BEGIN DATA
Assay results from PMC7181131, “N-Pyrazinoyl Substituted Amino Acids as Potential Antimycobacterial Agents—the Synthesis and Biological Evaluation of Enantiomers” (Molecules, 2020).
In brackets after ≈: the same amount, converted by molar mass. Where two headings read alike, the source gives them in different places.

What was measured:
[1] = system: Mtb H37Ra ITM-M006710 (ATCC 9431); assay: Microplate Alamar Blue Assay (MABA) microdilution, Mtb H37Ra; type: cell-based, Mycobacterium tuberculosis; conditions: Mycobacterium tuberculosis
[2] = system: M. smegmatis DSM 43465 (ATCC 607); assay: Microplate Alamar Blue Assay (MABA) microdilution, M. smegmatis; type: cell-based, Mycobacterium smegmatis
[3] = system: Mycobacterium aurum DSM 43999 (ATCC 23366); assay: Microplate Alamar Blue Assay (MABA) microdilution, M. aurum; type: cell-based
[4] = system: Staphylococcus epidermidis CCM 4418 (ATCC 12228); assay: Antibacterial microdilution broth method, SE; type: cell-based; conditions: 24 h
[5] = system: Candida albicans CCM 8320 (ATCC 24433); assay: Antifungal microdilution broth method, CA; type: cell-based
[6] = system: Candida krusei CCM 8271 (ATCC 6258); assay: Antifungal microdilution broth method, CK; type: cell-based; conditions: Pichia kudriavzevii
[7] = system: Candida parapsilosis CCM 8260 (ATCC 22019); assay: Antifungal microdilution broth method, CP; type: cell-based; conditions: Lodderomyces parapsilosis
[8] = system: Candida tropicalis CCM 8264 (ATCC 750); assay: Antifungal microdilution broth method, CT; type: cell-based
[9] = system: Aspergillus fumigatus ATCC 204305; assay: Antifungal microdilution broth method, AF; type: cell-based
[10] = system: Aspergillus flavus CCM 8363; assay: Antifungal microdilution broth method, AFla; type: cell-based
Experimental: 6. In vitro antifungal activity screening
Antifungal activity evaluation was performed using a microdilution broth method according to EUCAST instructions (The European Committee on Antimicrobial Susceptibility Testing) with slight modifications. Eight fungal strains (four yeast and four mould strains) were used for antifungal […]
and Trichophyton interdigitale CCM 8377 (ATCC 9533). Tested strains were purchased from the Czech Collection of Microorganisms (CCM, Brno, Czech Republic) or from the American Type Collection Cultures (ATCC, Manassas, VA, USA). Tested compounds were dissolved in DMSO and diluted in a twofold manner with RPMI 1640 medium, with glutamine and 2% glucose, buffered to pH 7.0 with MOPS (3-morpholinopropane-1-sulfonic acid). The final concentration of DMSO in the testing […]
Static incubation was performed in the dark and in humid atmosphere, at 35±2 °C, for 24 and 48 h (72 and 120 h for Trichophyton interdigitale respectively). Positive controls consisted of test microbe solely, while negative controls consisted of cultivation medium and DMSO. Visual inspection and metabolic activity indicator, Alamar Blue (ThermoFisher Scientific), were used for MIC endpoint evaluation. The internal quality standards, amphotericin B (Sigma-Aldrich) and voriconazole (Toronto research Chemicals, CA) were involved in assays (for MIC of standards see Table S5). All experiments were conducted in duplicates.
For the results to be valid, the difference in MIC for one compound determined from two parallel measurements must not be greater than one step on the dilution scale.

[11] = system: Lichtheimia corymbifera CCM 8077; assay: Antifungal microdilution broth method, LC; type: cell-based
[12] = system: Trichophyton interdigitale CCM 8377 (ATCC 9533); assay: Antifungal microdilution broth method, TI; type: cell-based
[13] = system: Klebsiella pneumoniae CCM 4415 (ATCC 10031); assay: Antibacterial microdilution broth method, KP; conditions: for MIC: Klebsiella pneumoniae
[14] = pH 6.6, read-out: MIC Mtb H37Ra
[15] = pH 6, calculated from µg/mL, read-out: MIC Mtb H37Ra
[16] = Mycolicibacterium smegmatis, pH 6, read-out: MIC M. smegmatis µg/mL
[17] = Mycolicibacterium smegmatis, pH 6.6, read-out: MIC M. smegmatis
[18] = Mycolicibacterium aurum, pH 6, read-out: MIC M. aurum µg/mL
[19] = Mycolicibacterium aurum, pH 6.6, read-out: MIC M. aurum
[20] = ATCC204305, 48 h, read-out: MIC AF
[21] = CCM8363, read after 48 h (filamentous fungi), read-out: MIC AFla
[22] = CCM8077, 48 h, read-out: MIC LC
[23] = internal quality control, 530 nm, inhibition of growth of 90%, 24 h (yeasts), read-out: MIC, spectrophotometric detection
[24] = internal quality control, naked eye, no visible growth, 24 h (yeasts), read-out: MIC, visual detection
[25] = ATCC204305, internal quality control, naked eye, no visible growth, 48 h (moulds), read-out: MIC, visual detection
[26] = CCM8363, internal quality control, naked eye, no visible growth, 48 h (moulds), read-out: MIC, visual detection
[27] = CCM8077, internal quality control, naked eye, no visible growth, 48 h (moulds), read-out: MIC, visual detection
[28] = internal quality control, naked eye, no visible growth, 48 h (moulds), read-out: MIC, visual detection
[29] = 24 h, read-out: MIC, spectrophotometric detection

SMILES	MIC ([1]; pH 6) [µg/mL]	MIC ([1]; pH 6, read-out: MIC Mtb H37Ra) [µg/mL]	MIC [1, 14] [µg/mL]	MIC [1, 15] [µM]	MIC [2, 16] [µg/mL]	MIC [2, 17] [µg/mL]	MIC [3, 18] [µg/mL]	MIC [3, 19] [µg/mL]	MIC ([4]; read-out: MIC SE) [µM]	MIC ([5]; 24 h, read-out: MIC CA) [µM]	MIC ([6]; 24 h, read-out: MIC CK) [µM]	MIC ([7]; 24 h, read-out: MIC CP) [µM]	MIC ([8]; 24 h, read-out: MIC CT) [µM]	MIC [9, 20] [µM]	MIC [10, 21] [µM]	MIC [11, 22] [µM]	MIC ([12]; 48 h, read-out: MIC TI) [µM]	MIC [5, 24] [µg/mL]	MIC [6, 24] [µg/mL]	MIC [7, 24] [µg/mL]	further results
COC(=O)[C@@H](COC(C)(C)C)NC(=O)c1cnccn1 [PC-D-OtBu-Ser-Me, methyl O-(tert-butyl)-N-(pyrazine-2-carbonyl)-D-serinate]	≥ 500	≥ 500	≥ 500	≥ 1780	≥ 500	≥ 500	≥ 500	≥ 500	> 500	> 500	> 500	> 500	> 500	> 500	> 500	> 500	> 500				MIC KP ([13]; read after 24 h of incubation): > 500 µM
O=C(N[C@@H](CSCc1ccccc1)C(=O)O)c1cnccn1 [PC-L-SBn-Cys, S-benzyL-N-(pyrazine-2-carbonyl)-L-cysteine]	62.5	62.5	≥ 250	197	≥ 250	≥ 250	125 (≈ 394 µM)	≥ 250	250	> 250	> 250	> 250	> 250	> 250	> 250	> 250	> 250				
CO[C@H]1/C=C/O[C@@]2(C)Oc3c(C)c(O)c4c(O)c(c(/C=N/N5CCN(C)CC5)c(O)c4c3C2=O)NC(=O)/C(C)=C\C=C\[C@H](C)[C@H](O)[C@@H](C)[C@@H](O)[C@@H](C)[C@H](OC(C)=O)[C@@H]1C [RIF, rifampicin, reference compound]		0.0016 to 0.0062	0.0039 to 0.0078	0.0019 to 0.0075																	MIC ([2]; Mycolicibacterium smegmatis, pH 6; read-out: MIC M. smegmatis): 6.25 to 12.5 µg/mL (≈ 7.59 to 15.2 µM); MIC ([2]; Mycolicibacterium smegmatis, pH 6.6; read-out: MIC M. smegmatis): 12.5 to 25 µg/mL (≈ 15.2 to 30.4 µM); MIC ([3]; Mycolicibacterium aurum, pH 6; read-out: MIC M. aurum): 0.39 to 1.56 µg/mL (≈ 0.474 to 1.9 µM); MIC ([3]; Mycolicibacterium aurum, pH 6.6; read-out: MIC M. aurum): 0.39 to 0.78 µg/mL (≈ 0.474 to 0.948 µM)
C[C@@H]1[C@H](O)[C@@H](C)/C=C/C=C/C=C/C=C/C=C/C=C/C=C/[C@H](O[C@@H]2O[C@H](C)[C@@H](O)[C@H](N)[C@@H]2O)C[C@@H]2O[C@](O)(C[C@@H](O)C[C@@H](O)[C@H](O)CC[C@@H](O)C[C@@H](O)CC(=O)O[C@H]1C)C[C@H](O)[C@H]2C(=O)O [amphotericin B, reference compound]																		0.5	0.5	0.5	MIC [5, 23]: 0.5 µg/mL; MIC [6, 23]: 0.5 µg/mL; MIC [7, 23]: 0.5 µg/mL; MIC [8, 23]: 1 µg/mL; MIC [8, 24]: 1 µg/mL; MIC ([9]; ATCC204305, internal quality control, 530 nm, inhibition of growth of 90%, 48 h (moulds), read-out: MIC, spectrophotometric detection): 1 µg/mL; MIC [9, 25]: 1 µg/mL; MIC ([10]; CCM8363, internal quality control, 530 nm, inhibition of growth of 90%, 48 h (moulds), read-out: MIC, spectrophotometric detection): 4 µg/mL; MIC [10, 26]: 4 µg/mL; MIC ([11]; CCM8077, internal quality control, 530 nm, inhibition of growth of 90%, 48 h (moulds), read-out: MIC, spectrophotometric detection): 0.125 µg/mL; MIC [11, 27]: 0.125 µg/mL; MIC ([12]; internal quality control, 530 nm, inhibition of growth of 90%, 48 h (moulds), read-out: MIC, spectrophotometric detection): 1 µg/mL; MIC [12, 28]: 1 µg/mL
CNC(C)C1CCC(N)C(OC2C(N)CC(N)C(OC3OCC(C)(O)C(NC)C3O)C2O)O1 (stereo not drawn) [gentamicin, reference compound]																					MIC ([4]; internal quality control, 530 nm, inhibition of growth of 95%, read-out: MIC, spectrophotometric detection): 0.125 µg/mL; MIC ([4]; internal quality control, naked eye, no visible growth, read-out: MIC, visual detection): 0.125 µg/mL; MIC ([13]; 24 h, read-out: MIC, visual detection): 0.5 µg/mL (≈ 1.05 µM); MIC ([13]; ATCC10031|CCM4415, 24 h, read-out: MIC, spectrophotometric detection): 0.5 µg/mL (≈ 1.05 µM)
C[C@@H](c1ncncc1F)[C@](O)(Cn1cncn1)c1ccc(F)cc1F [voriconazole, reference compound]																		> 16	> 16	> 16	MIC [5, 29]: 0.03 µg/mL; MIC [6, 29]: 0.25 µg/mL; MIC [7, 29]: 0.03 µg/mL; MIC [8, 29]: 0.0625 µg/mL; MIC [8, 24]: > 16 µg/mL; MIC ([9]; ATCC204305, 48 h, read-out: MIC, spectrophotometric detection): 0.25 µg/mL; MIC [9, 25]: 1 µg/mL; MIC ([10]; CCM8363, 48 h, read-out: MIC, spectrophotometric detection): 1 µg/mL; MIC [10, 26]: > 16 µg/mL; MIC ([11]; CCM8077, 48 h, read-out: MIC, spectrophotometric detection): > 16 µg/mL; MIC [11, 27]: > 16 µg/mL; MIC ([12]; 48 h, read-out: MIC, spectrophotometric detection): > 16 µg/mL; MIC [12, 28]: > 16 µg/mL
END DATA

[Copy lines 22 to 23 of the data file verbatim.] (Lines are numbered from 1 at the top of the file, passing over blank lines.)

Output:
[14] = pH 6.6, read-out: MIC Mtb H37Ra
[15] = pH 6, calculated from µg/mL, read-out: MIC Mtb H37Ra